For many people, summer means it is finally BBQ season. Nothing tastes better than delicious meats and veggies grilled to perfection. When you add your favorite sides, drinks, and people into the mix, you have a great way to relax and make some memories.
Before running out and buying a new grill, it’s important to remember that, while grilling can be a lot of fun, it can also be dangerous—especially if it’s your first time manning the spatula.
Luckily, American Home Shield® has helpful BBQ tips so you can operate your grill safely.
How much of a Grill Master are you? Take this quiz to find out your grilling safety IQ.
It’s ok to put lighter fluid on lit briquets. True/False
For a charcoal grill, arrange briquets flat across the grill before lighting them. True/False
A gas or charcoal grill should be placed at least 10 feet from your home. True/False
Grilling in the garage is fine as long as the garage door is open. True/False
Clean your grill after each use to prevent grease buildup. True/False
If a grease fire occurs while you’re grilling, pour a bucket of water on it. True/False
You can use kitchen spatulas to BBQ. True/False
Leaving grilled food out is fine while you’re having a backyard party. True/False
Always put cooked food in the fridge within two hours after grilling. True/False
Calculate Your Results
Did you get Mostly False Answers?
Based on your answers, you have a good grill safety IQ and are a Grill Master! Keep reading to learn more BBQ safety tips.
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Based on your answers, you could use some tips for better grill safety and to enhance your grilling skills. Keep reading to learn more grilling tricks and BBQ safety tips.
What is the proper way to light a standard charcoal grill?
Here are safe and efficient ways to fire up your charcoal grill, according to Kingsford:
Use a long match or grill lighter to start the flame immediately after spraying with the lighter fluid.
You should never spray lighter fluid on lit briquets—doing so is one of the dangers of charcoal grilling. It can make the fire get out of control and cause serious injury.
Once the lighter fluid burns off and the briquets turn into an ashy gray color, it’s time to grill.
Read about gas grill safety tips.
How far should your grill be away from your home?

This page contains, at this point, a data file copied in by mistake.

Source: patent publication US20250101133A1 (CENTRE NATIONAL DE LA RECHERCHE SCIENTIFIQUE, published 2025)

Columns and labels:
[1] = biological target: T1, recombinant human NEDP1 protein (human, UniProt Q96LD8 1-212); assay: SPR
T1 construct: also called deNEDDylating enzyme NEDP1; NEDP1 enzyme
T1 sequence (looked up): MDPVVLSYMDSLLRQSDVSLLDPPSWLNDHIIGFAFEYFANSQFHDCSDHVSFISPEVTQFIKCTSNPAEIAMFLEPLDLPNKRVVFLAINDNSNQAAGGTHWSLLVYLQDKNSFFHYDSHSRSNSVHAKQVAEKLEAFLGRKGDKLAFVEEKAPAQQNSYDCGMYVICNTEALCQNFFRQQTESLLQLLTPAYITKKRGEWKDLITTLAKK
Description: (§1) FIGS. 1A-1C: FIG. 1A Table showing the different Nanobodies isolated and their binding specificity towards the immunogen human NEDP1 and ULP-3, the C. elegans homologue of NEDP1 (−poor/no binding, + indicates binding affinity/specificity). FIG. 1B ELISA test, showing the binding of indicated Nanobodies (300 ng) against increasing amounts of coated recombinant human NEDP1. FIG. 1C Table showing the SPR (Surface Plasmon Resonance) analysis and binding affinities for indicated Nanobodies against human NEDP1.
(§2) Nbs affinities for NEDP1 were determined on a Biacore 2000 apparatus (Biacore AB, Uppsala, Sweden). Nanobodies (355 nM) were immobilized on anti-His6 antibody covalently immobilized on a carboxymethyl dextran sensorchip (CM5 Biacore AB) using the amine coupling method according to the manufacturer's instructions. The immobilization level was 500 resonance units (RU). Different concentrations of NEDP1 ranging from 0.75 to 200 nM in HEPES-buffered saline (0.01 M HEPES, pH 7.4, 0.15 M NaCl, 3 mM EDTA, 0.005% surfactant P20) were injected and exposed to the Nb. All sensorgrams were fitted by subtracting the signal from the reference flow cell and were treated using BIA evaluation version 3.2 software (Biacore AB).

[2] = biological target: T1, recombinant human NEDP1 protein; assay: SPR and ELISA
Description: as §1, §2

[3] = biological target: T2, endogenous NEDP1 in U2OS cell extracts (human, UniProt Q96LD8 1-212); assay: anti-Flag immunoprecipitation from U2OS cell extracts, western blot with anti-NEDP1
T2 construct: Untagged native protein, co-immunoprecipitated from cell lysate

According to the U.S. Consumer Product Safety Commission, your grill should be at least 10 feet from your home. Don’t forget to factor in overhangs and porch roofs when doing your calculations.
Barbecuing on a wooden deck is also a no-go when it comes to grilling safety. You should also never place a grill inside your home or in your garage—whether the garage door is open or not. Stray sparks or carbon monoxide pose too much of a threat.
Is a dirty grill a safety hazard?
Keeping your BBQ clean is an essential part of grill safety. A dirty grill can harbor bacteria and carcinogens that can be harmful. Grease is also extremely flammable, so it’s never a good idea to let it build up.
How do you extinguish a grill fire?
One of the most important grill safety tips is to avoid using water to extinguish a grill fire. Throwing water on a grease fire can splatter and spread the flames. If turning off the burners and covering the flames with the lid isn’t a safe option, use baking soda, sand, or salt to snuff it out.
Can you use kitchen cooking utensils on the grill?
It may be tempting to grab the kitchen spatula to give your burgers a quick flip, but that puts your hand closer to the flame. For the ultimate BBQ safety, invest in grilling accessories and utensils that are long enough to keep you out of harm’s way and can withstand high temperatures.
How long can food be left safely out before there’s a risk of spoilage?
According to the Centers for Disease Control and Prevention, food needs to be refrigerated within two hours of cooking to prevent the buildup of bacteria. However, it all depends on the temperature. If you’re enjoying a BBQ summer party and grilling in hot weather, you shouldn’t leave food out for more than an hour.
It may feel impolite to pack everything up if your guests are still grazing, but it’s important to prioritize grilling safety and your guests’ health.
When preparing for your next backyard pool party, make sure to reference this list of grilling safety tips.
Also, consider getting home warranty coverage from American Home Shield® to keep your hardworking home systems running smoothly all summer long—and throughout the year.
AHS assumes no responsibility, and specifically disclaims all liability, for your use of any and all information contained herein.